Ernie Allen in his address told stories that made me shiver. He mentioned an entrepreneurial couple in Texas who found themselves short of cash, and opened a website that became a portal for a child pornography ring. By the time authorities caught up with the couple, there were 70,000 monthly subscribers viewing the website’s content and paying $29.99 a month for explicit images of children, 10-15% of which were under 5. The customers weren’t obvious deranged psychopaths; they presented as lawyers, doctors, football coaches, teachers. The ensuing court cases required absolute proof that these victims were minors, and this led to Ernie’s conviction that a central database of images was needed, connecting victims to crimes. Last year, this organization reviewed 18 million images, seeking to find victims and ascertain their safety.

If that doesn’t make your head spin, here are more figures from The International Center for Missing and Exploited Children:

  • 27 million people around the world are currently held as slaves.
  • the victims of child porn are becoming younger: 19% of identified offenders had in their possession images of children younger than 3; 39% had images of children younger than 6; and 82% had images of children younger than 12.

In case you’re suspicious, this isn’t the only organization reporting starting figures of increasing usage. According to the Internet Watch Foundation in the UK:

  • there has been a 1500% increase in the number of child pornography images since 1997.

And, the National Center for Missing and Exploited Children in the USA reports:

  • most child pornography consumers and child victims are from the West; however, the financial transactions are moving offshore.

This suggests users are smarter about how they pay for images they require in increasing numbers. Brigham Young University estimates:

  • US porn revenue exceeds the combined revenues of ABC, CBS, and NBC (6.2 billion)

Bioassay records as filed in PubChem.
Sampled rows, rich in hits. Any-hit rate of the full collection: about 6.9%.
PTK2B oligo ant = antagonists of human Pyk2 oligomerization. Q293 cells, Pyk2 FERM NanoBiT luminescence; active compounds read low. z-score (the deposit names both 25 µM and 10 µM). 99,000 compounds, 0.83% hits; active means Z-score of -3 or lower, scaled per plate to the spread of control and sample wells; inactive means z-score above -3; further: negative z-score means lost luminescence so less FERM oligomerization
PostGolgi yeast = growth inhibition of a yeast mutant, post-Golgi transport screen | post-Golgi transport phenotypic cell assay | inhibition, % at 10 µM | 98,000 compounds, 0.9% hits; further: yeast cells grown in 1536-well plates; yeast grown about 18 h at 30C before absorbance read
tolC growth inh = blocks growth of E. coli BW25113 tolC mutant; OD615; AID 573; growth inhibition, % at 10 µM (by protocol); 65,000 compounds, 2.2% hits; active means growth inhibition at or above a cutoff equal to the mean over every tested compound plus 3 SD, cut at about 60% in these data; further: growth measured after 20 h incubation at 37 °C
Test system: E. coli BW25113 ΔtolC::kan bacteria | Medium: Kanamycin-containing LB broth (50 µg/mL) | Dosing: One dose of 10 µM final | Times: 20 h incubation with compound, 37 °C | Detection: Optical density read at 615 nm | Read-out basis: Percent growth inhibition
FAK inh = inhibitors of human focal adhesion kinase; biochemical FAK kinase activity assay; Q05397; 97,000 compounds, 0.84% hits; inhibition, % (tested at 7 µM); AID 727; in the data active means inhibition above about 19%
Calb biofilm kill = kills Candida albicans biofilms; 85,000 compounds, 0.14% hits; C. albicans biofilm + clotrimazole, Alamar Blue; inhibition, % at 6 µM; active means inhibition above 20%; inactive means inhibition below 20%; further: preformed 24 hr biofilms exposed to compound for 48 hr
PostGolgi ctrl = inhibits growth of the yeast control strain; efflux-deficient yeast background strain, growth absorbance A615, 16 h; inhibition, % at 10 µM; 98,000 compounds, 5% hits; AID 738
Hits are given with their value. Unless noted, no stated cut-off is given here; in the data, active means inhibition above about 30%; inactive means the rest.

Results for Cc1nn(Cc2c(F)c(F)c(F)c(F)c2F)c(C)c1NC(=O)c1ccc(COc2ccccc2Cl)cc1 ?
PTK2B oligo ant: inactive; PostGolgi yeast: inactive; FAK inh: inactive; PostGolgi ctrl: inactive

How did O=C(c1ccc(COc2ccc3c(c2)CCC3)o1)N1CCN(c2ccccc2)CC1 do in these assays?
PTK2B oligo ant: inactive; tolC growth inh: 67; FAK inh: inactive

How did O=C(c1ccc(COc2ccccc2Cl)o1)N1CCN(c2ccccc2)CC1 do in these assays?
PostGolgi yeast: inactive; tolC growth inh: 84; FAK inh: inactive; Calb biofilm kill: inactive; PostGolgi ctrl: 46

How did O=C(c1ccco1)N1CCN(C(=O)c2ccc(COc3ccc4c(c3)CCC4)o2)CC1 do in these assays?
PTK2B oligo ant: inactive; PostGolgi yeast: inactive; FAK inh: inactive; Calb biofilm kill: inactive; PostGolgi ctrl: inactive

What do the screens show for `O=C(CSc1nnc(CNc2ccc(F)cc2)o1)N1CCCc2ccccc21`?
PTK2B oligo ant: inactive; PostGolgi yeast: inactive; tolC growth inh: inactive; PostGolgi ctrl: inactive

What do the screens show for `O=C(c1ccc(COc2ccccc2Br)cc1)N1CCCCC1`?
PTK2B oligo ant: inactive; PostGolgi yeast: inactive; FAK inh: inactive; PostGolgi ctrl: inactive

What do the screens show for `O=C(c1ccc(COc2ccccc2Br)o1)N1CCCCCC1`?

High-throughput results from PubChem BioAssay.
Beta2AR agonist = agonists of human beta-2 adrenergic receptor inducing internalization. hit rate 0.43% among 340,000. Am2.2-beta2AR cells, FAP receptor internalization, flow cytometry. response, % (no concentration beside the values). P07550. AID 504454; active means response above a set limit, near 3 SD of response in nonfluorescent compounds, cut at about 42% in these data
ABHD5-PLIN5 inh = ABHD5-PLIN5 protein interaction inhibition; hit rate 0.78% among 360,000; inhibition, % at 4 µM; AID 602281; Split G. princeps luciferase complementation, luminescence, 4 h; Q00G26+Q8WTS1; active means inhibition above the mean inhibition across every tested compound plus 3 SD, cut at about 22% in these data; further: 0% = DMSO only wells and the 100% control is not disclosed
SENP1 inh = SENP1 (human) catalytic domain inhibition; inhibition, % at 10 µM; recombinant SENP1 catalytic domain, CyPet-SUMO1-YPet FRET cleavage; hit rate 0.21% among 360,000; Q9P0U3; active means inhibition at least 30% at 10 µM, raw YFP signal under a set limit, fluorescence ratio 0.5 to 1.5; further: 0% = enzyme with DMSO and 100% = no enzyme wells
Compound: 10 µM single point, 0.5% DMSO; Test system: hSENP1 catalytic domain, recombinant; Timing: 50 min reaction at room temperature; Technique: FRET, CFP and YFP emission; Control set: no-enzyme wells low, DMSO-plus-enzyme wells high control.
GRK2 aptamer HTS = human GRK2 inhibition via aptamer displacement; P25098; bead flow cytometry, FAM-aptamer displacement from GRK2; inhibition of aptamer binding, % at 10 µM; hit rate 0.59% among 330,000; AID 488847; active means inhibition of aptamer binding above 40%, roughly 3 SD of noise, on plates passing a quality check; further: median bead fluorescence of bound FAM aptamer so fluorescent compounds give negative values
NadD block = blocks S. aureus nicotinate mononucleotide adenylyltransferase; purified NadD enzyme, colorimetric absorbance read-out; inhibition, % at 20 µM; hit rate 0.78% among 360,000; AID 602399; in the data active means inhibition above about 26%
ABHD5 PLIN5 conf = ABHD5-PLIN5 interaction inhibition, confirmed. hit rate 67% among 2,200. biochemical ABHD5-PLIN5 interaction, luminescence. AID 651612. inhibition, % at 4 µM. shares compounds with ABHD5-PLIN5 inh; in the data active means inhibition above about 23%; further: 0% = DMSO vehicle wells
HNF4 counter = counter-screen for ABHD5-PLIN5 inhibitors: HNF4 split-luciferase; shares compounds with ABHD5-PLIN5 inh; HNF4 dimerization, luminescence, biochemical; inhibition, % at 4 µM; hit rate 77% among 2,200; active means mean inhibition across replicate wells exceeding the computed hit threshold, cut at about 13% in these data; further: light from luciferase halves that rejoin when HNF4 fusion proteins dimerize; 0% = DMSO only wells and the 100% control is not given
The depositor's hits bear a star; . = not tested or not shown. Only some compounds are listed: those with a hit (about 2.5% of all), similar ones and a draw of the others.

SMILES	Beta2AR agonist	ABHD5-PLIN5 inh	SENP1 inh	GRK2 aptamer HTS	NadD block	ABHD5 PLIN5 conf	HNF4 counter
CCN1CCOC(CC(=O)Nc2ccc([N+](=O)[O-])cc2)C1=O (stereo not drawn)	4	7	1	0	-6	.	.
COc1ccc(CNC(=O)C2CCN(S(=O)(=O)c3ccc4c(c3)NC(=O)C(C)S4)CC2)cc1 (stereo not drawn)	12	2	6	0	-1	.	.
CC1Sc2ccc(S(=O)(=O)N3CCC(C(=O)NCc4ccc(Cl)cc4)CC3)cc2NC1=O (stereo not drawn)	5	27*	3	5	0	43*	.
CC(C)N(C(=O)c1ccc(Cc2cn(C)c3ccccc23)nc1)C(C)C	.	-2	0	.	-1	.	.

• Pornographic websites number 4.2 million (12% of total websites)
  • child pornography generates $3 billion annually

It all gets much, much worse if the following information from Brigham Young University webpage is true:

  • 53% of Promise Keepers (American evangelical men’s ministry) viewed pornography in the last week.
  • 47% of Christians said pornography is a major problem in the home.

And, I find it hard to cite this statistic, from pastors.com which claims:

  • 54% of pastors said they viewed porn in the last week.

The negative space, that of which we fail to speak is who and what we’re following, but it is becoming louder and louder. The thing is, every single time you click a site with an explicit image of a child, you’re following the people creating this $3 billion industry. You’re feeding the beast, so to speak. You may be the most amazing leader, but it’s who you’re following that sets and forms your integrity.

Not only is this industry causing an entire generation of people who now have misshapen ideas about sexual intimacy, it is stealing the innocence of many, many, many children. If sexual intimacy is a gift, it is being taken by people performing for  the thousands of computer screens. Christianity does not seek to repress desire, intimacy or sex, but it does channel it away from  two dimensional images towards real, human encounters. This is not about censoring ecstasy. It is about saying that one real moment of intimacy in a lifetime is worth the loss of (an averaged) forty images viewed over the course of a day.

Our generation needs people who are willing to admit that the links they follow when nobody is watching, actually matter.